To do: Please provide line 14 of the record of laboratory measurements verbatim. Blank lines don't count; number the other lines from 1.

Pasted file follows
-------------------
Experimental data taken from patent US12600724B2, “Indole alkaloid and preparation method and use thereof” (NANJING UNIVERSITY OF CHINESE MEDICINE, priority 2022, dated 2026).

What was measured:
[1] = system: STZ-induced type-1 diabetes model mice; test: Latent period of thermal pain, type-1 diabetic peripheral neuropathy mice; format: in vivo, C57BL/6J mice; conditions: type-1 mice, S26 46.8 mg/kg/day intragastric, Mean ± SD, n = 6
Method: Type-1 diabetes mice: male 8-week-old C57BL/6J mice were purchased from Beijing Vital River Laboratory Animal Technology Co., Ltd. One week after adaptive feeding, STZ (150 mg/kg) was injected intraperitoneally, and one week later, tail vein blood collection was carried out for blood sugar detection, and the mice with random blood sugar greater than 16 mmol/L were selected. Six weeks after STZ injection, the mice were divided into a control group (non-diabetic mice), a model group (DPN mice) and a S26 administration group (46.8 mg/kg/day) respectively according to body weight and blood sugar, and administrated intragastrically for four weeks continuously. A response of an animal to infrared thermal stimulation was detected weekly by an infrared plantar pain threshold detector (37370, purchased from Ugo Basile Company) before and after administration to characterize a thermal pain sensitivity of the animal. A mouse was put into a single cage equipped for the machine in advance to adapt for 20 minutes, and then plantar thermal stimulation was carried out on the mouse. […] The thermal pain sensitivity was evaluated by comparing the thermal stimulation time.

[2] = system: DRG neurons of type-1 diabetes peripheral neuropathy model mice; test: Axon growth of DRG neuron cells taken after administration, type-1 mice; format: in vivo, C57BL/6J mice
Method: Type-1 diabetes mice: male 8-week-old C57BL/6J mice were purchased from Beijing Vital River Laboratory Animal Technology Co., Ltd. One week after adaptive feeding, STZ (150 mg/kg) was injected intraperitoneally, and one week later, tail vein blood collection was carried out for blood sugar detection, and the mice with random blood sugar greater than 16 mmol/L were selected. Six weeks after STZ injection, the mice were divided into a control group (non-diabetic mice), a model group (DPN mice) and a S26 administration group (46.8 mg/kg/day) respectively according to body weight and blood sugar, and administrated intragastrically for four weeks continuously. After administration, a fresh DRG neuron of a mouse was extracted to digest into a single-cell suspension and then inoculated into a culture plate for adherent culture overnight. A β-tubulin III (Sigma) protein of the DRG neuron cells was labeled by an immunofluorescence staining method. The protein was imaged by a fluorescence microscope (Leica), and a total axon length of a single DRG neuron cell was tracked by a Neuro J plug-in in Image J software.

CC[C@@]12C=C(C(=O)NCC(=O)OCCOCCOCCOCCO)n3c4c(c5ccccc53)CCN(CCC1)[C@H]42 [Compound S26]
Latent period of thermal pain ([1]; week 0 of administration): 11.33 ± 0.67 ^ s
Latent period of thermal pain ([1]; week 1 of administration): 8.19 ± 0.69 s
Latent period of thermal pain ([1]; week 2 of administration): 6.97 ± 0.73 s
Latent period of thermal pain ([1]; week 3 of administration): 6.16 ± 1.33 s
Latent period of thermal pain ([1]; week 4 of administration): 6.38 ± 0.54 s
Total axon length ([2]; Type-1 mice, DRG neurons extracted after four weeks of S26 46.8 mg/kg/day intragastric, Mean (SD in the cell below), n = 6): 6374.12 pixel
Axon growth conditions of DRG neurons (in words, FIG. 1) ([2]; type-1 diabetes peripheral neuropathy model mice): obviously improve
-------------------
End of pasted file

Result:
Axon growth conditions of DRG neurons (in words, FIG. 1) ([2]; type-1 diabetes peripheral neuropathy model mice): obviously improve